Three grass widows got together last night to break bread. Actually it was shrimp gnocchi in a tomato cream sauce but, well, whatever. With spouses in Hungary, Dusseldorf and Puglia, Claus, Ralph and I shared a lovely evening of food and friends.
Ralph doesn't like speaking English. I don't know how to speak German (apart from, of course, "lecker!" or, my favorite, "kostlich!".) We spent the evening speaking Italian. An Italian would probably disagree, but to us it was Italian. We understood each other...well, sometimes Claus and I had a tough time comprehending Ralph (in any language) but that's just a Ralph thing, nothing to do with language skills.
We spoke about music and movies, families and house projects. We made plans to go to a flea market tomorrow. You know, normal dinner conversation among two Germans and one American speaking Italian.
At one point Claus brought up that famous myth about America almost being a German speaking country. If you don't know it, you can read about it here
Then the dude got a little philosophical, "how would that have changed the entire mentality and outlook of your nation, Lynn? Just imagine the effect on America as a whole, in every aspect of life, if the forefathers had voted German as the official language? Wow."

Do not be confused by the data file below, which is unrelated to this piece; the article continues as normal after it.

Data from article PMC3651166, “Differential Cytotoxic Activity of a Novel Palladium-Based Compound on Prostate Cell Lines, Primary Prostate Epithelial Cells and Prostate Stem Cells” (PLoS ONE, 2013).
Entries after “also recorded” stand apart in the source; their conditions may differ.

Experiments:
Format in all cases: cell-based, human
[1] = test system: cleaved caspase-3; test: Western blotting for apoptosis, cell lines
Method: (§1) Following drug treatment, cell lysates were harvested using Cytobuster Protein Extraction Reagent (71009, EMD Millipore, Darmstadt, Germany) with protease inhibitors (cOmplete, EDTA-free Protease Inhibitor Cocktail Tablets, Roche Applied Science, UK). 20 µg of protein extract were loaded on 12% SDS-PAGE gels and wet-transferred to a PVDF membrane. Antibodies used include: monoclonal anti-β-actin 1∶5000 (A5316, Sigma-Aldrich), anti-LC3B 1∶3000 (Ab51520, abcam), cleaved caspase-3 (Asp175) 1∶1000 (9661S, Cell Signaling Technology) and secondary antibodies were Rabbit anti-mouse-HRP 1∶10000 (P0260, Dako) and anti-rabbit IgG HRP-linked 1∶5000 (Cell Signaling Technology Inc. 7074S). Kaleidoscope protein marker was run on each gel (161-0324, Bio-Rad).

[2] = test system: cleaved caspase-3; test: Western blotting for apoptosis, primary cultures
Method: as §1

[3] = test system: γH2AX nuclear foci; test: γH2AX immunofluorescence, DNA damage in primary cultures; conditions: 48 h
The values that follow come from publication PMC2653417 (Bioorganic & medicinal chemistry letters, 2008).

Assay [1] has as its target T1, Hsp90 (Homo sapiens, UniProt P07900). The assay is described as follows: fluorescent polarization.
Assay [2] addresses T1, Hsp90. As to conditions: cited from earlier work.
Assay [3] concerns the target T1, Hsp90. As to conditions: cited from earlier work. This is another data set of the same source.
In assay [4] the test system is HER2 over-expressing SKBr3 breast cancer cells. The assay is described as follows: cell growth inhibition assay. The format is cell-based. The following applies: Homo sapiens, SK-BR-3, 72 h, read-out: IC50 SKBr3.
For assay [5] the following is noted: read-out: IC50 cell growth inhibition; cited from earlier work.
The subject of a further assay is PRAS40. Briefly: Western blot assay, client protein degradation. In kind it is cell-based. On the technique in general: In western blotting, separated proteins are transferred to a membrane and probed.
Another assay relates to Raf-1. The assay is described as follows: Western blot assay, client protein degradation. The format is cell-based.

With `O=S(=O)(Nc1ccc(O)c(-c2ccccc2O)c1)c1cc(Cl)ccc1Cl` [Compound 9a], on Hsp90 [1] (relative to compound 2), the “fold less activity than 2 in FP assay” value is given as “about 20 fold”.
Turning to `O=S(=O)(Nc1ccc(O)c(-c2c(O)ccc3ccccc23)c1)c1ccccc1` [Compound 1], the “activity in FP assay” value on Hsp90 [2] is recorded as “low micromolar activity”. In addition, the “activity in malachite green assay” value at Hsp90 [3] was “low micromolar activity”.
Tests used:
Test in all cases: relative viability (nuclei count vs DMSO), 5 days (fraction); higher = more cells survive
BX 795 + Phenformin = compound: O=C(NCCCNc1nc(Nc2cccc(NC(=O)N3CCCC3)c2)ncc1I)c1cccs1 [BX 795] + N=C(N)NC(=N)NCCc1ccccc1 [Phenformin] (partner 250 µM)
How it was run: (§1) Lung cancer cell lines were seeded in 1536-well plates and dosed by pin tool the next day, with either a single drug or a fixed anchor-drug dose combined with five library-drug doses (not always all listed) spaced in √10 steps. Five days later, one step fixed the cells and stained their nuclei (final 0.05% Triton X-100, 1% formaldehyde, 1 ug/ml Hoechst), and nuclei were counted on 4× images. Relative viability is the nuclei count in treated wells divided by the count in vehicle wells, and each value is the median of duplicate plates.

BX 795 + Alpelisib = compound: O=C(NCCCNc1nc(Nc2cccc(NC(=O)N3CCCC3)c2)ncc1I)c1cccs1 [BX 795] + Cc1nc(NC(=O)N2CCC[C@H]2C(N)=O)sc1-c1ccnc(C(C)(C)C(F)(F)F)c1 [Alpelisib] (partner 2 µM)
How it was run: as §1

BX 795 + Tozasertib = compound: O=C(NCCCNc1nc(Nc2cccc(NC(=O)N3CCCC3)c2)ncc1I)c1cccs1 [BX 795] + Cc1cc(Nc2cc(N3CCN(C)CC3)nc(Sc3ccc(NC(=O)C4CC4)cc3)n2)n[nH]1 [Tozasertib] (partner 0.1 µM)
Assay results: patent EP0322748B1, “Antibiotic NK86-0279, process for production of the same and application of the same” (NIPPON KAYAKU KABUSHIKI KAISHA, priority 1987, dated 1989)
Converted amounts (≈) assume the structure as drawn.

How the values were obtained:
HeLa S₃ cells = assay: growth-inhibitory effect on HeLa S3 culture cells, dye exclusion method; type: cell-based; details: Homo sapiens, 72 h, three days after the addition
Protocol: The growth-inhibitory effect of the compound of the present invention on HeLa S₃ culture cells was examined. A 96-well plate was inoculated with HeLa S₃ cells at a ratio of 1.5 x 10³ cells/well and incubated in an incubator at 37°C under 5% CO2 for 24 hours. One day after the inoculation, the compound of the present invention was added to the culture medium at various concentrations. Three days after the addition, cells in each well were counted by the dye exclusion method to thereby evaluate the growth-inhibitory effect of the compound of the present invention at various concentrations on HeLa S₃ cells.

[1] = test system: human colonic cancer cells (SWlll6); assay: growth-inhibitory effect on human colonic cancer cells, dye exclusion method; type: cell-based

(Actually what he really said was something more like this "how change all think and look of peoples of your country, Lynn? You imagine the effect of America of all ways if America's daddies make speak German the Americans" - none of us are so fluent with the subjunctive or conditional tenses in Italian...and for a couple of us, the simple past tense ain't so simple either...but I digress)
Wow is right. Give that a little ponder.
Then, try to picture all the Cubans in Miami speaking German. Or a Texan oil man. Or a Chicago Puerto Rican. Or a New Orleans jazz singer. Or a Wyoming rancher.
Yeah, that had us laughing, too. Rolling on the floor laughing, actually.
Now ponder this: why is that so funny?